Once upon a time, callow young men almost always met their dates’ dads. This ritual vetting was an important part of protecting the human species from random romantic mistakes.
As a new boyfriend, you’d rather get your skull drilled than meet your date’s old man for the first time, yet meet him you did. You’d throw your shoulders back and wipe your clammy paw against your sweater in anticipation of his too-firm handshake. In most cases, it was like shaking hands with a smiling canned ham.
At work was the law of inverse proportions. The more impressive the girl, the worse her father. If your date was Goldilocks, her dad looked like Shrek, big, green and warty.
As time passed, you learned to pick up your dates before the cocktail hour, before her dad was feeling extra social and likely to utter the worst words you’d ever heard: “Sit down, son. Let’s chat a little.”
I’d always answer: “Does anybody? I mean, aren’t parents the most indecipherable of all human beings?”
Of course, that’s not exactly what her father meant. He meant: “Have I ever bored your folks with pointless stories at lousy holiday parties?”
To which I’d then reply: “Yeah, probably.”
Today, boyfriend inspections are still a part of American dating culture, kept alive by fathers like me with a misguided sense of ownership over their children, the people they love more than anything in the whole world.
So, big, green and warty, I returned to the struggling little fishing village of Santa Monica for another boyfriend inspection. The lovely and patient older daughter has been seeing this guy, who hasn’t been dad-certified yet.
Turns out he’s a nice guy, Justin. Told me he’s originally from the suburbs of New York, which set off all sorts of alarms.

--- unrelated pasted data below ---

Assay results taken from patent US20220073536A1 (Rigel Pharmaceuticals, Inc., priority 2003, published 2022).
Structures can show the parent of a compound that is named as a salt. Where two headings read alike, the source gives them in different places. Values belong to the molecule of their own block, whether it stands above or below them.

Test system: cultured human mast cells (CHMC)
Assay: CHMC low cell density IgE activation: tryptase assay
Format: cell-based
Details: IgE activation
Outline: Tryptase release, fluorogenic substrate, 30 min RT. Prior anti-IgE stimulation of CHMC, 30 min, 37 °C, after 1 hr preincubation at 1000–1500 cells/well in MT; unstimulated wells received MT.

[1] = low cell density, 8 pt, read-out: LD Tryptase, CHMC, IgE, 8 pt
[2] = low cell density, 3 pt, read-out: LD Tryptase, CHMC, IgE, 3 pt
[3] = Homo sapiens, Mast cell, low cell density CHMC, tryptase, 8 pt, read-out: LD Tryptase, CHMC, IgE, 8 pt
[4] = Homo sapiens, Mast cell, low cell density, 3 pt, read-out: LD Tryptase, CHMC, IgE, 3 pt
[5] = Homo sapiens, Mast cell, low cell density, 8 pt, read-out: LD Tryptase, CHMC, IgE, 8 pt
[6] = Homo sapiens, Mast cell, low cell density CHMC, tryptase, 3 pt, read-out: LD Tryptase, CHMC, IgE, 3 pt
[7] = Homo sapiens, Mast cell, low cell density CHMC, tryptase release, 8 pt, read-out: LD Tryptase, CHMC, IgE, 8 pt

You’ve met New Yorkers, right? Always bright, always aggressive, yet they have the mannerisms of small animals that find themselves trapped in your garage. Often, you have to swoosh them out with a broom, while they hiss at you the entire time.
Must be fluent in the classics: ‘The Big Lebowski,’ ‘Chinatown,’ ‘Moonstruck,’ ‘Caddyshack’ and Donald Sutherland’s masterwork, ‘Kelly’s Heroes.’
Still, as my lovely older daughter points out, “New York guys can be tamed and eventually make excellent pets.”
Look, she likes this fellow — that’s the most important thing. They seem pals. Plus, he has a very cool mustache, which conveys both wisdom and an enlightened sense of personal style.
You know me: I’m not obsessive, but I am thorough. So before I left, I asked Justin to sign a short legal document that I am in the process of getting notarized.
Here’s what I presented to him: “10 Simple Rules for Dating My Millennial Daughter”:
Rule 1. Must always root for the underdog, prefer baseball to football, jazz to rap, fall to spring, Fitzgerald to Faulkner, pubs to opera, Montana to Marino, tailgate parties to weddings, dogs to cats, Mel Brooks to Albert Brooks, Matisse to Michelangelo, Bartles to Jaymes. (The order of this is significant and inalterable. By the second date, you must have it memorized.)
Rule 2. Must agree that life is a compilation of elusive little truths that, when piled up like sugar cubes, form the foundation on which everything else in the universe rests.
Rule 3. When watching “Wheel of Fortune,” must be able to shout outlandish, nonsensical answers that aren’t even close. And think that’s funny.
Rule 5. Must be willing to advise me on various harebrained business ventures, such as my latest: Selling hemp hats to disgruntled hipsters.
Rule 6. Must know how to tell a joke: A bear walked into a bar ... . A bar walked into a bear ... . A dyslexic bear walked into a bra ... .
Rule 7. Must be fluent in the classics: “The Big Lebowski,” “Chinatown,” “Moonstruck,” “Caddyshack” and Donald Sutherland’s masterwork, “Kelly’s Heroes.”
Rule 8. Must enjoy mocking stuff: skinny jeans, bespoke suits, Microsoft, political dynasties, Prius drivers, hipsters, aging hippies, political extremists, Portland, the NRA, Robin Thicke, the New Yorker, LA Weekly and (especially) that guy who used to play Doogie Howser and now somehow hosts all the major awards shows.
Rule 9. Must see some truth to the provocative observation: “In the world of sports, Muhammad Ali changed everything.”
Rule 10. Must agree that light beer is fine, but decaf coffee is “merely a cup of lies.”
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